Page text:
He tied it all up in a tight little package and sealed it with wax. He put the package in another package and smeared it with grease, just to be on the safe side. Then he carried it on down to the post office.
At the post office they said was there anything dangerous in there, flammable or sharp, guns, knives, gasoline, and he said how was he supposed to know? The clerk gave him the funny look then, all the people in line behind him and in the lines at the other two windows gave him the funny look, and he said forget it then, he’d hand-carry the goddamn thing, walk to China if he had to, that’s right, walk on water, fly thru the sky, hack his way thru jungles, but the mail must go thru. They backed off when he said that – he had his catch phrases down, he couldn’t be that dangerous.
He had no idea what was in the package, maybe he was losing his mind, his memory anyway, but he still had his shoes and his walking cane, he could beat his way to freedom if he had to.
He stepped into a phone booth and dialed a number, he knew there weren’t any phone booths anymore but he didn’t let that stop him, there was someone he needed to reach, and so he dialed a number and got a busy signal and then the connection went dead and the booth began toppling end over end down the street, which drew more attention to him than he felt comfortable with.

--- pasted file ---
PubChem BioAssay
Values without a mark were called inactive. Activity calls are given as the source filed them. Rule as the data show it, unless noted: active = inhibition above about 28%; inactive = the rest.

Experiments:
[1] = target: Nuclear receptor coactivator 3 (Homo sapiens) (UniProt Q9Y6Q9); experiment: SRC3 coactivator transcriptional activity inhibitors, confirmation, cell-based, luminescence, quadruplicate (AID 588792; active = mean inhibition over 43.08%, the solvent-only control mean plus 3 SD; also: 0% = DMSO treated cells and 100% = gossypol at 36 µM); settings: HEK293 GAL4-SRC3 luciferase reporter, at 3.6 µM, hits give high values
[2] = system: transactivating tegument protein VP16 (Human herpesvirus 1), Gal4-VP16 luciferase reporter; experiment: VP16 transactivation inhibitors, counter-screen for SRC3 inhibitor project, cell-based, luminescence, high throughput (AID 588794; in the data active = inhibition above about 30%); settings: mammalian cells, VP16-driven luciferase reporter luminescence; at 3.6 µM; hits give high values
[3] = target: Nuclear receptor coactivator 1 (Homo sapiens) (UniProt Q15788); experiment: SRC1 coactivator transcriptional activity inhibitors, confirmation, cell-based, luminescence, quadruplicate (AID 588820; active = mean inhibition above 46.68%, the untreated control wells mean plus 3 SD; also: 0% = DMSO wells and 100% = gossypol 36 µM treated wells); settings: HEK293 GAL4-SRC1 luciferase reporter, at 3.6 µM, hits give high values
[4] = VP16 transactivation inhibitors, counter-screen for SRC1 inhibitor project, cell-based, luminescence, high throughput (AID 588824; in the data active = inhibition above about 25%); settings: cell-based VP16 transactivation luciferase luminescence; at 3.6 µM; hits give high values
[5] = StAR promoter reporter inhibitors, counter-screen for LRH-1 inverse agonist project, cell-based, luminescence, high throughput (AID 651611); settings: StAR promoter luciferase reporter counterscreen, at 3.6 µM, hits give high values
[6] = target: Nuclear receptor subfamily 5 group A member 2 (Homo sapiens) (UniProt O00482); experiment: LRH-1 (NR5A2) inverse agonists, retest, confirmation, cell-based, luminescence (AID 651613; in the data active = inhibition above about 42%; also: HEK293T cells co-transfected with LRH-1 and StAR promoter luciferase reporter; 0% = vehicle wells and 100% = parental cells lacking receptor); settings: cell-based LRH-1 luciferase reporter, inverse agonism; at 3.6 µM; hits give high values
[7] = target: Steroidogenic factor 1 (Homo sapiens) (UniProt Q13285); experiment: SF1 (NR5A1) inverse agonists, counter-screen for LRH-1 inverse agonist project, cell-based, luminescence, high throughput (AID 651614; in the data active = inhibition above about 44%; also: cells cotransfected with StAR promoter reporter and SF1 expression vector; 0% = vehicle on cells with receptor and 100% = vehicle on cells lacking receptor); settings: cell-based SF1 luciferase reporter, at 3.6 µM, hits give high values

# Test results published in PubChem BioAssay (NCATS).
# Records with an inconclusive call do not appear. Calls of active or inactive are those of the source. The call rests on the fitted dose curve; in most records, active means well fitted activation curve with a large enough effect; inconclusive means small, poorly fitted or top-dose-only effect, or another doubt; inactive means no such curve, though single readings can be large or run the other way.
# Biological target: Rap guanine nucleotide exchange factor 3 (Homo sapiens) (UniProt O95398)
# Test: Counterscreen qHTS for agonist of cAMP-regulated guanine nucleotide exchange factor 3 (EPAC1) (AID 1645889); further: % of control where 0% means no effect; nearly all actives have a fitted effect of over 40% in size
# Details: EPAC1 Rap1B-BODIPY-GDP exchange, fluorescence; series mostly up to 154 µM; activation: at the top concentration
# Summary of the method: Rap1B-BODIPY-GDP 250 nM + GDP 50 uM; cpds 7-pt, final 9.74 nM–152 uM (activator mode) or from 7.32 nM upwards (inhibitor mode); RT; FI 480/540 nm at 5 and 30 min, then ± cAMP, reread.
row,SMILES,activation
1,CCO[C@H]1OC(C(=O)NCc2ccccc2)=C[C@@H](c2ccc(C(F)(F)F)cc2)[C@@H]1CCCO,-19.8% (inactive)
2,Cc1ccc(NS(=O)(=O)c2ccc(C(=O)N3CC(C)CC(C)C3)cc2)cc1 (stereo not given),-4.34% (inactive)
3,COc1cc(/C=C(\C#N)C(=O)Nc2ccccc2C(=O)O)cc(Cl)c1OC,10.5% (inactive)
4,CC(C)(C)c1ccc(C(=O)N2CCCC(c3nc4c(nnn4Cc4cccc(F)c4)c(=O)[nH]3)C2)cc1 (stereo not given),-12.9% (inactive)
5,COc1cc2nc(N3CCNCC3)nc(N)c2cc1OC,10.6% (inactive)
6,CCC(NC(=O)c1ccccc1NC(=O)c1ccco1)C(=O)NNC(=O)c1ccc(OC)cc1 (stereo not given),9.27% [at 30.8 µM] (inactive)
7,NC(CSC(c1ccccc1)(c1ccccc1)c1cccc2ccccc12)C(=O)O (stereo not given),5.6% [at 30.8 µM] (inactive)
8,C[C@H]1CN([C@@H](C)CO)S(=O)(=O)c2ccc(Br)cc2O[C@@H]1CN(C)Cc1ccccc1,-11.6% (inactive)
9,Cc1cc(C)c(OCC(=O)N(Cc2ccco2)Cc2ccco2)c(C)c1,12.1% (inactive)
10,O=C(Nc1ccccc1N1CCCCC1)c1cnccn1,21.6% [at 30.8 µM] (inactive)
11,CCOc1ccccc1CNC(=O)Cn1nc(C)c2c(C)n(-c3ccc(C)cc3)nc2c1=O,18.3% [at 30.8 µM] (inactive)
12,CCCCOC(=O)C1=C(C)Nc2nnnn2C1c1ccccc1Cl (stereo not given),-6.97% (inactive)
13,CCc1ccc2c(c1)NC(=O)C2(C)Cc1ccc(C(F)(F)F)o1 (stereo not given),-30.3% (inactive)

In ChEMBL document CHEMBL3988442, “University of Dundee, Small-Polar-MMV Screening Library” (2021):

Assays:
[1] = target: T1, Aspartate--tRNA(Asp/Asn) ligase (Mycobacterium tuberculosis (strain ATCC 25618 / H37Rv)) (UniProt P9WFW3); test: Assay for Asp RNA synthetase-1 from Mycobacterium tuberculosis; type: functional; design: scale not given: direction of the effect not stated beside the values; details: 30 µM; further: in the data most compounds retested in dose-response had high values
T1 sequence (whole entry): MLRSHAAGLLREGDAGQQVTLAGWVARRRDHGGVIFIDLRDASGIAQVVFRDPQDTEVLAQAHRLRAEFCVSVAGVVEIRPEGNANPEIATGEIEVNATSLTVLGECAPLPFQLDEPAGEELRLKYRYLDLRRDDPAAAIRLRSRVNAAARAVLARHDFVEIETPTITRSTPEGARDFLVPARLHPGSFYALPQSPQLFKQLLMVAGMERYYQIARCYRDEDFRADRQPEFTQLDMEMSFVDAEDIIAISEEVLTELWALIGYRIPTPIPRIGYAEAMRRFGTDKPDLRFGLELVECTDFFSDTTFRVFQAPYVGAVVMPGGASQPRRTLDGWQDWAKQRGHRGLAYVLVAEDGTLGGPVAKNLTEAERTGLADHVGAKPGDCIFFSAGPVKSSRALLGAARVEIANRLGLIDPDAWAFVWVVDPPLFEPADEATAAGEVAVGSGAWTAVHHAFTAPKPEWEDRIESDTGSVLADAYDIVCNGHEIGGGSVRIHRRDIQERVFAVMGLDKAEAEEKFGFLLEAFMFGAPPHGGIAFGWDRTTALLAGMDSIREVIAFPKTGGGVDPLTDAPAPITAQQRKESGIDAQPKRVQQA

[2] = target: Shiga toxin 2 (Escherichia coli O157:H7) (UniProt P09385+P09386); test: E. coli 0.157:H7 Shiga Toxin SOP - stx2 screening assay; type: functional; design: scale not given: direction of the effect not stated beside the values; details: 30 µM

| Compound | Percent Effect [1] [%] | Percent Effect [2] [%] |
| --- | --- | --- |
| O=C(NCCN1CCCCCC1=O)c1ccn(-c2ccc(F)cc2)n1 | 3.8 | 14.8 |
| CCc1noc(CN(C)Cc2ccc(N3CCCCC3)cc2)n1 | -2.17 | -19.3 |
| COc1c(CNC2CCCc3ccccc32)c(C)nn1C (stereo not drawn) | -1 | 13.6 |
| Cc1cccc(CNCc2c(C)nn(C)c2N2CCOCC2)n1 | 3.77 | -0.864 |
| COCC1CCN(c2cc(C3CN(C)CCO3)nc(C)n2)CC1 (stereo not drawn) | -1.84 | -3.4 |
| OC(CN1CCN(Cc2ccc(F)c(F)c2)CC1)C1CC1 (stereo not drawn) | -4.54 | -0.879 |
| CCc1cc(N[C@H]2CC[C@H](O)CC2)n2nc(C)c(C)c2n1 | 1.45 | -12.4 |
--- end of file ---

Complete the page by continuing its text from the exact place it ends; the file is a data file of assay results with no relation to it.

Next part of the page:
This wasn’t how he’d planned it, the package was supposed to get delivered without any fuss, what would he say if it didn’t, how would he explain it? Who would he explain it to? What would they say? Do? To him, what would they say/do to him? Nothing that would come in handy in the after-life, that’s for sure, nothing that would get him out of this goddamn phone booth. He hung on tight to the package and tumbled along down the street and right out of town.
He tumbled thru meadows and across freeways, mayhem all over the place, high-speed collisions, red lights and sirens, an ambulance or two, and then he tumbled smack into a fast-moving river. It might have been the Mississippi, the Hudson, the Rhine, but at least the tumbling stopped, he was getting dizzy as hell. He laid back against the glass, the phone still clutched in one hand, clutching the package to his heart with the other.
This might make him famous, or infamous, maybe even notorious, but it was too late to turn back. Once he hit the ocean he’d have time to think. He wished he had more to go on, but they never gave him details, they just sent him off on his own one day with a lot of tubas playing and pretty girls waving and throwing flowers until he turned the corner. Then he was on his own.
His mother warned him when he was just a kid, maybe ten or eleven, that he was heading in a bad direction, but once it started happening she pretended she had no idea what was going on, and his father told him that if he was going to go around delivering packages he could damn well do it from somewhere else, not out of their living room. Take a hike, his father said, but he knew it was a figure of speech and went down to the Greyhound station.
He knew that if he could get the package to its destination things would begin to straighten out. He’d witness its unwrapping, and then he’d know where it was he’d gone wrong.